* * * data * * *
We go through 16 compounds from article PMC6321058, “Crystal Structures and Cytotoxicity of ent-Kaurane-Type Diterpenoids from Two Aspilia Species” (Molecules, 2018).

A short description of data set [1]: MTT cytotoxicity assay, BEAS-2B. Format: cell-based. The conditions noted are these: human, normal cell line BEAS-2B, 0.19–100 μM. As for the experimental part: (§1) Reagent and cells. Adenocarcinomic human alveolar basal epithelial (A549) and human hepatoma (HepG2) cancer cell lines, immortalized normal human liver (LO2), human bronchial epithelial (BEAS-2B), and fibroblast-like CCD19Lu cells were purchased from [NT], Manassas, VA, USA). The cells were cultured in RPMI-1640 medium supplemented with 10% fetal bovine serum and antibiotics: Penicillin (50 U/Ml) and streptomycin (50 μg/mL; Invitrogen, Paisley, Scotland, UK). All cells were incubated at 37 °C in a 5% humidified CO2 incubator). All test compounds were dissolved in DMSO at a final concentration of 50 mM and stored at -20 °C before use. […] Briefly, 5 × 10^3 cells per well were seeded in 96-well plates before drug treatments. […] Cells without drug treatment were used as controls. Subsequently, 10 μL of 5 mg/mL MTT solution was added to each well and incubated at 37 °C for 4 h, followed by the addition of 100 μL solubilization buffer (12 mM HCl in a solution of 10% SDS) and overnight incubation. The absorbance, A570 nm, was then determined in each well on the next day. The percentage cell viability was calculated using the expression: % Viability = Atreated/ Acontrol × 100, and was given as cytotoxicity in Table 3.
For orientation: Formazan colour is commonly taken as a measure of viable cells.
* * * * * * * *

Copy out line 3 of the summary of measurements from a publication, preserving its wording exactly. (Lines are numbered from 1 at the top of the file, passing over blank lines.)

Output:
For orientation: Formazan colour is commonly taken as a measure of viable cells.